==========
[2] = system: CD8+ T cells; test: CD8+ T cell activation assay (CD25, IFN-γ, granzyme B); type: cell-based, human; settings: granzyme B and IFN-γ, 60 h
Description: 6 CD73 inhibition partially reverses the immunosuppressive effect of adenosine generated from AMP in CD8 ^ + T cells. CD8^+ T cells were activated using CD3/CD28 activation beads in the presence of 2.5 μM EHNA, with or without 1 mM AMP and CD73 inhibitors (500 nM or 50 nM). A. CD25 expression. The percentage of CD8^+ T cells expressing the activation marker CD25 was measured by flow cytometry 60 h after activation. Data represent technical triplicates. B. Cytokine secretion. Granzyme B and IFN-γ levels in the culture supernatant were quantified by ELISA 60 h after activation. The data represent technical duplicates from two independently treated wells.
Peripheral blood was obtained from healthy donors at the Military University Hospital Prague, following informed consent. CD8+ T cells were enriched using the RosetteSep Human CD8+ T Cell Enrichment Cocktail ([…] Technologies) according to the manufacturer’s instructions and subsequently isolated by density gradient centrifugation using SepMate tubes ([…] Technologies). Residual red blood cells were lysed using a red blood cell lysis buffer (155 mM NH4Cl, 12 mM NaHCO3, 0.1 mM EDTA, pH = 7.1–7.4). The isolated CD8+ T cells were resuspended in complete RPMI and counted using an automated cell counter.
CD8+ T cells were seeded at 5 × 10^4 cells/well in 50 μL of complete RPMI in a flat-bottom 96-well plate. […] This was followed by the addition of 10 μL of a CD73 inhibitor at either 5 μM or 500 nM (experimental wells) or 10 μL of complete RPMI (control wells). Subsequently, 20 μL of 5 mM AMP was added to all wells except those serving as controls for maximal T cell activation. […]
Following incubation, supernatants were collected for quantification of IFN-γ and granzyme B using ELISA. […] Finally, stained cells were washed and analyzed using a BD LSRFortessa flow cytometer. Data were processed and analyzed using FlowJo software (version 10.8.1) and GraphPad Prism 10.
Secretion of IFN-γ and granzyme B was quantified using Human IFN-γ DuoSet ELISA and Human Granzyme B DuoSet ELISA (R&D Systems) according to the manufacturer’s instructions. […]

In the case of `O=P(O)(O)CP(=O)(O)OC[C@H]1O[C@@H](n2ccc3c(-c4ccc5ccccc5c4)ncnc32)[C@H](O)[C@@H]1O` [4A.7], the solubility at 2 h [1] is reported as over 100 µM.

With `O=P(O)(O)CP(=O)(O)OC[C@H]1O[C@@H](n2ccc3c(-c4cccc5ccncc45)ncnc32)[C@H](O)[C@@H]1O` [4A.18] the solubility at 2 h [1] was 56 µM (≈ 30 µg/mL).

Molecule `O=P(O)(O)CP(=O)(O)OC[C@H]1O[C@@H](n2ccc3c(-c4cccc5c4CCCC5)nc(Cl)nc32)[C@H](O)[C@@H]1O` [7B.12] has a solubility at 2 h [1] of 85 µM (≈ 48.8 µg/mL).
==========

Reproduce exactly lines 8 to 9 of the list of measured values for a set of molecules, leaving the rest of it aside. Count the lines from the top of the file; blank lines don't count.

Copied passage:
With `O=P(O)(O)CP(=O)(O)OC[C@H]1O[C@@H](n2ccc3c(-c4cccc5ccncc45)ncnc32)[C@H](O)[C@@H]1O` [4A.18] the solubility at 2 h [1] was 56 µM (≈ 30 µg/mL).

Molecule `O=P(O)(O)CP(=O)(O)OC[C@H]1O[C@@H](n2ccc3c(-c4cccc5c4CCCC5)nc(Cl)nc32)[C@H](O)[C@@H]1O` [7B.12] has a solubility at 2 h [1] of 85 µM (≈ 48.8 µg/mL).